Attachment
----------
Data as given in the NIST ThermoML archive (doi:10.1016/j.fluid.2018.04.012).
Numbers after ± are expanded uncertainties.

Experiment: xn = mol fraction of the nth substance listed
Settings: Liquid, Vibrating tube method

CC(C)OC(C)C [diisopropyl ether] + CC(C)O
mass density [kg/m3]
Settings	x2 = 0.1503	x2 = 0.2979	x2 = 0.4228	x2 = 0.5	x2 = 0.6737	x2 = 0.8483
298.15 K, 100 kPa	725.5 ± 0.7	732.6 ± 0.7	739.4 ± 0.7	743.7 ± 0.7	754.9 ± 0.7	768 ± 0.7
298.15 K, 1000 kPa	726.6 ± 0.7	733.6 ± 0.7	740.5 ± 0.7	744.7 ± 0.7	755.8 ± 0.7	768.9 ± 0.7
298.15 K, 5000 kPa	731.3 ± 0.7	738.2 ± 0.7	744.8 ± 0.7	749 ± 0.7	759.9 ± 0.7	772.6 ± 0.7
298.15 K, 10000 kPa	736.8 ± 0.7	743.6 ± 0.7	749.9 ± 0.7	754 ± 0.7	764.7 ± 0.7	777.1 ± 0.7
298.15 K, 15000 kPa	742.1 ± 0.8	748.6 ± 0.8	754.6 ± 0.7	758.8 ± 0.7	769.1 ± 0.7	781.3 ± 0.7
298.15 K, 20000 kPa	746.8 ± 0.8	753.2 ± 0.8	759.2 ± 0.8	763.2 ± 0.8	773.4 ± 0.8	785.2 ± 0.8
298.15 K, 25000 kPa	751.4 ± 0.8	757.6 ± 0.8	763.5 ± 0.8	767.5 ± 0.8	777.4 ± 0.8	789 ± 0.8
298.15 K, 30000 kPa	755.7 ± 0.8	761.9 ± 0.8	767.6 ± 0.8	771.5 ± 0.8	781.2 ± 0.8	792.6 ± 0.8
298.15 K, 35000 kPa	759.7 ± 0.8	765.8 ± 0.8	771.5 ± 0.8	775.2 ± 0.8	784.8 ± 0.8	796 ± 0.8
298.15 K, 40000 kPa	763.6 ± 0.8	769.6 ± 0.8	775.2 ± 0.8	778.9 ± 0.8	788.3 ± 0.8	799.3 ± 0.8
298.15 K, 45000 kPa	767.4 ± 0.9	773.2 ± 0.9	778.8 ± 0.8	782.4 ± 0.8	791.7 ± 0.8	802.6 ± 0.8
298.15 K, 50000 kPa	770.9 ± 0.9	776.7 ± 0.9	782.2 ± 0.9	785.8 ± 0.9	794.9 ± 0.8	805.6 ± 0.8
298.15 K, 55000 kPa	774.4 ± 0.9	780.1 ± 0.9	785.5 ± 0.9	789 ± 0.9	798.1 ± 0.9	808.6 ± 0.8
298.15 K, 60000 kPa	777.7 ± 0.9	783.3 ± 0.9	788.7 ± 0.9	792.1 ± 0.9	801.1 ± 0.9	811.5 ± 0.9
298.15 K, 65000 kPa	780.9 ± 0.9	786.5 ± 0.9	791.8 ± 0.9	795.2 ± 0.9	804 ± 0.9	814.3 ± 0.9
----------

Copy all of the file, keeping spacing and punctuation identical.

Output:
Data as given in the NIST ThermoML archive (doi:10.1016/j.fluid.2018.04.012).
Numbers after ± are expanded uncertainties.

Experiment: xn = mol fraction of the nth substance listed
Settings: Liquid, Vibrating tube method

CC(C)OC(C)C [diisopropyl ether] + CC(C)O
mass density [kg/m3]
Settings	x2 = 0.1503	x2 = 0.2979	x2 = 0.4228	x2 = 0.5	x2 = 0.6737	x2 = 0.8483
298.15 K, 100 kPa	725.5 ± 0.7	732.6 ± 0.7	739.4 ± 0.7	743.7 ± 0.7	754.9 ± 0.7	768 ± 0.7
298.15 K, 1000 kPa	726.6 ± 0.7	733.6 ± 0.7	740.5 ± 0.7	744.7 ± 0.7	755.8 ± 0.7	768.9 ± 0.7
298.15 K, 5000 kPa	731.3 ± 0.7	738.2 ± 0.7	744.8 ± 0.7	749 ± 0.7	759.9 ± 0.7	772.6 ± 0.7
298.15 K, 10000 kPa	736.8 ± 0.7	743.6 ± 0.7	749.9 ± 0.7	754 ± 0.7	764.7 ± 0.7	777.1 ± 0.7
298.15 K, 15000 kPa	742.1 ± 0.8	748.6 ± 0.8	754.6 ± 0.7	758.8 ± 0.7	769.1 ± 0.7	781.3 ± 0.7
298.15 K, 20000 kPa	746.8 ± 0.8	753.2 ± 0.8	759.2 ± 0.8	763.2 ± 0.8	773.4 ± 0.8	785.2 ± 0.8
298.15 K, 25000 kPa	751.4 ± 0.8	757.6 ± 0.8	763.5 ± 0.8	767.5 ± 0.8	777.4 ± 0.8	789 ± 0.8
298.15 K, 30000 kPa	755.7 ± 0.8	761.9 ± 0.8	767.6 ± 0.8	771.5 ± 0.8	781.2 ± 0.8	792.6 ± 0.8
298.15 K, 35000 kPa	759.7 ± 0.8	765.8 ± 0.8	771.5 ± 0.8	775.2 ± 0.8	784.8 ± 0.8	796 ± 0.8
298.15 K, 40000 kPa	763.6 ± 0.8	769.6 ± 0.8	775.2 ± 0.8	778.9 ± 0.8	788.3 ± 0.8	799.3 ± 0.8
298.15 K, 45000 kPa	767.4 ± 0.9	773.2 ± 0.9	778.8 ± 0.8	782.4 ± 0.8	791.7 ± 0.8	802.6 ± 0.8
298.15 K, 50000 kPa	770.9 ± 0.9	776.7 ± 0.9	782.2 ± 0.9	785.8 ± 0.9	794.9 ± 0.8	805.6 ± 0.8
298.15 K, 55000 kPa	774.4 ± 0.9	780.1 ± 0.9	785.5 ± 0.9	789 ± 0.9	798.1 ± 0.9	808.6 ± 0.8
298.15 K, 60000 kPa	777.7 ± 0.9	783.3 ± 0.9	788.7 ± 0.9	792.1 ± 0.9	801.1 ± 0.9	811.5 ± 0.9
298.15 K, 65000 kPa	780.9 ± 0.9	786.5 ± 0.9	791.8 ± 0.9	795.2 ± 0.9	804 ± 0.9	814.3 ± 0.9